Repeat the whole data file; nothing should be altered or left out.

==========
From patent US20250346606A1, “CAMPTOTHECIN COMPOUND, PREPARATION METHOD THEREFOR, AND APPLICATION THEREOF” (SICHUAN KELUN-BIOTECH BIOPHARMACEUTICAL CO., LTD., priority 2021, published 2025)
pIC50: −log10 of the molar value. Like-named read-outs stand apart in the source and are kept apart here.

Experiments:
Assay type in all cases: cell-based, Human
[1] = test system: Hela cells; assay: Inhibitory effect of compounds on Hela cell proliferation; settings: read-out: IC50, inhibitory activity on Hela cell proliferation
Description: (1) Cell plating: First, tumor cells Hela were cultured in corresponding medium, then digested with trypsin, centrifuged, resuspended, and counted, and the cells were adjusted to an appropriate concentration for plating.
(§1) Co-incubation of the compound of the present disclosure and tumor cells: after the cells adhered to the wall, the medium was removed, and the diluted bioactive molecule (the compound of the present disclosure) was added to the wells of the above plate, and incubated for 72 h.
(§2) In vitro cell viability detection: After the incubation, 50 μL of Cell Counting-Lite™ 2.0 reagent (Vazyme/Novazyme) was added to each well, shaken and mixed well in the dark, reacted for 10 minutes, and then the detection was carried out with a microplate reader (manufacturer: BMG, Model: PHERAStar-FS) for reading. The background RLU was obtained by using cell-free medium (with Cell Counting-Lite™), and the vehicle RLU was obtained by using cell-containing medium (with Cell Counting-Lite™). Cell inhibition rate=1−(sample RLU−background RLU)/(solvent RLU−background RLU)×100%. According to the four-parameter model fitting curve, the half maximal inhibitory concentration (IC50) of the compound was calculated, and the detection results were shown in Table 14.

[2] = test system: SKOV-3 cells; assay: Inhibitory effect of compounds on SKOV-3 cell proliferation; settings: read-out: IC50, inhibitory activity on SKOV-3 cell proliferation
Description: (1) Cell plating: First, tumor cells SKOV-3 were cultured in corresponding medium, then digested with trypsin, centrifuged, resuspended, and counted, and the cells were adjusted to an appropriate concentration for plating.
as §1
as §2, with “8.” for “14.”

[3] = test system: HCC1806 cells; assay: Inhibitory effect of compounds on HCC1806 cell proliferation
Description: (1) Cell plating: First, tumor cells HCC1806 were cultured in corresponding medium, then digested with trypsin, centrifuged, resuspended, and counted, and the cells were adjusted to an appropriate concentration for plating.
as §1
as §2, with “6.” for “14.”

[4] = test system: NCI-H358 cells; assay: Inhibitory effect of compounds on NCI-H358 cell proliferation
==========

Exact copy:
From patent US20250346606A1, “CAMPTOTHECIN COMPOUND, PREPARATION METHOD THEREFOR, AND APPLICATION THEREOF” (SICHUAN KELUN-BIOTECH BIOPHARMACEUTICAL CO., LTD., priority 2021, published 2025)
pIC50: −log10 of the molar value. Like-named read-outs stand apart in the source and are kept apart here.

Experiments:
Assay type in all cases: cell-based, Human
[1] = test system: Hela cells; assay: Inhibitory effect of compounds on Hela cell proliferation; settings: read-out: IC50, inhibitory activity on Hela cell proliferation
Description: (1) Cell plating: First, tumor cells Hela were cultured in corresponding medium, then digested with trypsin, centrifuged, resuspended, and counted, and the cells were adjusted to an appropriate concentration for plating.
(§1) Co-incubation of the compound of the present disclosure and tumor cells: after the cells adhered to the wall, the medium was removed, and the diluted bioactive molecule (the compound of the present disclosure) was added to the wells of the above plate, and incubated for 72 h.
(§2) In vitro cell viability detection: After the incubation, 50 μL of Cell Counting-Lite™ 2.0 reagent (Vazyme/Novazyme) was added to each well, shaken and mixed well in the dark, reacted for 10 minutes, and then the detection was carried out with a microplate reader (manufacturer: BMG, Model: PHERAStar-FS) for reading. The background RLU was obtained by using cell-free medium (with Cell Counting-Lite™), and the vehicle RLU was obtained by using cell-containing medium (with Cell Counting-Lite™). Cell inhibition rate=1−(sample RLU−background RLU)/(solvent RLU−background RLU)×100%. According to the four-parameter model fitting curve, the half maximal inhibitory concentration (IC50) of the compound was calculated, and the detection results were shown in Table 14.

[2] = test system: SKOV-3 cells; assay: Inhibitory effect of compounds on SKOV-3 cell proliferation; settings: read-out: IC50, inhibitory activity on SKOV-3 cell proliferation
Description: (1) Cell plating: First, tumor cells SKOV-3 were cultured in corresponding medium, then digested with trypsin, centrifuged, resuspended, and counted, and the cells were adjusted to an appropriate concentration for plating.
as §1
as §2, with “8.” for “14.”

[3] = test system: HCC1806 cells; assay: Inhibitory effect of compounds on HCC1806 cell proliferation
Description: (1) Cell plating: First, tumor cells HCC1806 were cultured in corresponding medium, then digested with trypsin, centrifuged, resuspended, and counted, and the cells were adjusted to an appropriate concentration for plating.
as §1
as §2, with “6.” for “14.”

[4] = test system: NCI-H358 cells; assay: Inhibitory effect of compounds on NCI-H358 cell proliferation